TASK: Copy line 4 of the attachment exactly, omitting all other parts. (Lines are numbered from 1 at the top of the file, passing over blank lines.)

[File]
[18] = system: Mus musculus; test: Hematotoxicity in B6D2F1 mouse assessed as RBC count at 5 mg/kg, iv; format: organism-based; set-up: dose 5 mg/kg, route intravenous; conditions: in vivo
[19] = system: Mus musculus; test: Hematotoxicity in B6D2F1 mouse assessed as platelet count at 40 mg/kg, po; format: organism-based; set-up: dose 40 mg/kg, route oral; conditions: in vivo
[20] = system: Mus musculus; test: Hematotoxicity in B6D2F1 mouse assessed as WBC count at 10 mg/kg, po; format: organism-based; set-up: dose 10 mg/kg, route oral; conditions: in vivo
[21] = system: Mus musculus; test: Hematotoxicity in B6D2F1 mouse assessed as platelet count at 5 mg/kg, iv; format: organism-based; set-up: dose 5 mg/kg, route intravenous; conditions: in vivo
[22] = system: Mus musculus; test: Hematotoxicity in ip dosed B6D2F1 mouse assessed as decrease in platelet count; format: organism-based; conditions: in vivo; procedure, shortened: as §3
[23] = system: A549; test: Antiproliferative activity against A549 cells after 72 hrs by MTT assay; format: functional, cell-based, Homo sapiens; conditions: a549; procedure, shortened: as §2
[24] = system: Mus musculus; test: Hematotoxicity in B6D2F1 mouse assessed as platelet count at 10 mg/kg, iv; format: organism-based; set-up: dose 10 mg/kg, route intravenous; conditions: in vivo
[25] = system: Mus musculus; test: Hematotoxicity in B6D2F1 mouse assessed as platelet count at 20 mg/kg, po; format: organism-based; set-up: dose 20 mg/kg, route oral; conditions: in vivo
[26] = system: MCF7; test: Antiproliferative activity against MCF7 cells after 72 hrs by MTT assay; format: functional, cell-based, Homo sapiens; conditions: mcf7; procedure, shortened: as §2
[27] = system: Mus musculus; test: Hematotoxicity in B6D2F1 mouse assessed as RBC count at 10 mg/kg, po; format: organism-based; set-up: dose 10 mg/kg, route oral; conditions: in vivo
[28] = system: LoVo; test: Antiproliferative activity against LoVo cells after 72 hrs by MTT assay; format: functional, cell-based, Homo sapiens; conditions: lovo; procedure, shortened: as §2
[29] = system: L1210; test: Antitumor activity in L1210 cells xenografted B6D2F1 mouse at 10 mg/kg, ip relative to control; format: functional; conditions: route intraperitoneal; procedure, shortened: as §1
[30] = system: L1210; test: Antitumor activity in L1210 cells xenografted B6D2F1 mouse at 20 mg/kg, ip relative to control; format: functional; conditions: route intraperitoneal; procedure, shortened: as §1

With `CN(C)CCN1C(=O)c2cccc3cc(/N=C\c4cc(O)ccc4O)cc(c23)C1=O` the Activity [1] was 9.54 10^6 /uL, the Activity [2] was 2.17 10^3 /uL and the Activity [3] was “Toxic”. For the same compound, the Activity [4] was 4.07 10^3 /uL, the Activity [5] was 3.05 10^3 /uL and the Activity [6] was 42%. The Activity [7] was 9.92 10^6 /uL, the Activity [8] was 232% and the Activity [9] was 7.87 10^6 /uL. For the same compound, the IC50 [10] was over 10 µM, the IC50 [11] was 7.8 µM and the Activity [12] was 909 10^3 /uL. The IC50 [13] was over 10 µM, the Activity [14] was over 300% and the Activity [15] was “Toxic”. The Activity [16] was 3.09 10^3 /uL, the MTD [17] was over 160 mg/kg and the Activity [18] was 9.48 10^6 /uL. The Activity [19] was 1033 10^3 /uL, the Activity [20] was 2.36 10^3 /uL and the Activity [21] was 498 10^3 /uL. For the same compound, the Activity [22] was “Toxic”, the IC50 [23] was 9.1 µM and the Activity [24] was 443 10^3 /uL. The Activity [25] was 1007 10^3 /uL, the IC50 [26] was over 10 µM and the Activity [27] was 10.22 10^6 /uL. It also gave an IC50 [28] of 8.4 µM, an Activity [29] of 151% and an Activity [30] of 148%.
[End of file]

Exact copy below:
[21] = system: Mus musculus; test: Hematotoxicity in B6D2F1 mouse assessed as platelet count at 5 mg/kg, iv; format: organism-based; set-up: dose 5 mg/kg, route intravenous; conditions: in vivo